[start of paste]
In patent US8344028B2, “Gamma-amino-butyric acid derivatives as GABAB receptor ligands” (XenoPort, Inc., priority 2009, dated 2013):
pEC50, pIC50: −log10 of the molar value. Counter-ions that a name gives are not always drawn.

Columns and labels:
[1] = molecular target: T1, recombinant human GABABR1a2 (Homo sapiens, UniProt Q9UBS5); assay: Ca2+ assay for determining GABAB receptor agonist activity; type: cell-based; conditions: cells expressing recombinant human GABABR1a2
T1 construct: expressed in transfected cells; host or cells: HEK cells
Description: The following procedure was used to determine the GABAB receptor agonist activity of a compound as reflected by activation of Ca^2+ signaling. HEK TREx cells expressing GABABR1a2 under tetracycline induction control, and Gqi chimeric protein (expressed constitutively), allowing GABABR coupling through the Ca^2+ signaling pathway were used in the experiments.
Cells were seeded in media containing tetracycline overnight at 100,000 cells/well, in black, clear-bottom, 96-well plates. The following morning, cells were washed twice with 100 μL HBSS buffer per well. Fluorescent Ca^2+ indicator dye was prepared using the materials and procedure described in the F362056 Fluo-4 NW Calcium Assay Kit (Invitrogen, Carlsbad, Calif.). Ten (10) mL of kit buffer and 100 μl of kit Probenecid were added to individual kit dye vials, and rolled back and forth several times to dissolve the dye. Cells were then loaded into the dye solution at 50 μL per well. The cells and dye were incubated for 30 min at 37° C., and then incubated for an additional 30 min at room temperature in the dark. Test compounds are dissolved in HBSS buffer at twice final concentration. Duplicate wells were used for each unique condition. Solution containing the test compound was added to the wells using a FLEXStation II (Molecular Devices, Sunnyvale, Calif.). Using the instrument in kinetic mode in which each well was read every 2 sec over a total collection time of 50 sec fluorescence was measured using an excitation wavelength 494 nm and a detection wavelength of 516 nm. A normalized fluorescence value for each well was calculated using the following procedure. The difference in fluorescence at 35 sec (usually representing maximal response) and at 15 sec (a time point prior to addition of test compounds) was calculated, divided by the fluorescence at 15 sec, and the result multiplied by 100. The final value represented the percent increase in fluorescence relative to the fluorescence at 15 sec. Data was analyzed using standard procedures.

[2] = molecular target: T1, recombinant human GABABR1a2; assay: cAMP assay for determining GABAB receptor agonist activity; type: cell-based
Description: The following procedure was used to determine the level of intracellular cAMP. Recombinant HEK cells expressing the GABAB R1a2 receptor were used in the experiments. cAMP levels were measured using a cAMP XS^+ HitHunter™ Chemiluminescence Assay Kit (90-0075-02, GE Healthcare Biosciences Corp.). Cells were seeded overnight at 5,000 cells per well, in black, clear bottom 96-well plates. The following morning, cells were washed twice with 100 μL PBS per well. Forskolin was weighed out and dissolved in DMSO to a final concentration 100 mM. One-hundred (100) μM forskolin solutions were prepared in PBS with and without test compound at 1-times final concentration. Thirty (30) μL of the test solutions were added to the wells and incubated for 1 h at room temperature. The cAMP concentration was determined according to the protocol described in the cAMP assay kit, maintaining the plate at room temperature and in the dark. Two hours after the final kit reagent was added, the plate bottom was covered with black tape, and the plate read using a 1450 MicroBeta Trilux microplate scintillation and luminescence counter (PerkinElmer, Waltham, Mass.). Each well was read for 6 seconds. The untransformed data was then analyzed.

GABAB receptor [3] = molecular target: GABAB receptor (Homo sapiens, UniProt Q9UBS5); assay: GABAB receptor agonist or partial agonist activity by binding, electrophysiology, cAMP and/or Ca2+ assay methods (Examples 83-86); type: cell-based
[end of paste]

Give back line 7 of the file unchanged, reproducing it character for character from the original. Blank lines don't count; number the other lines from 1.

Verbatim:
Cells were seeded in media containing tetracycline overnight at 100,000 cells/well, in black, clear-bottom, 96-well plates. The following morning, cells were washed twice with 100 μL HBSS buffer per well. Fluorescent Ca^2+ indicator dye was prepared using the materials and procedure described in the F362056 Fluo-4 NW Calcium Assay Kit (Invitrogen, Carlsbad, Calif.). Ten (10) mL of kit buffer and 100 μl of kit Probenecid were added to individual kit dye vials, and rolled back and forth several times to dissolve the dye. Cells were then loaded into the dye solution at 50 μL per well. The cells and dye were incubated for 30 min at 37° C., and then incubated for an additional 30 min at room temperature in the dark. Test compounds are dissolved in HBSS buffer at twice final concentration. Duplicate wells were used for each unique condition. Solution containing the test compound was added to the wells using a FLEXStation II (Molecular Devices, Sunnyvale, Calif.). Using the instrument in kinetic mode in which each well was read every 2 sec over a total collection time of 50 sec fluorescence was measured using an excitation wavelength 494 nm and a detection wavelength of 516 nm. A normalized fluorescence value for each well was calculated using the following procedure. The difference in fluorescence at 35 sec (usually representing maximal response) and at 15 sec (a time point prior to addition of test compounds) was calculated, divided by the fluorescence at 15 sec, and the result multiplied by 100. The final value represented the percent increase in fluorescence relative to the fluorescence at 15 sec. Data was analyzed using standard procedures.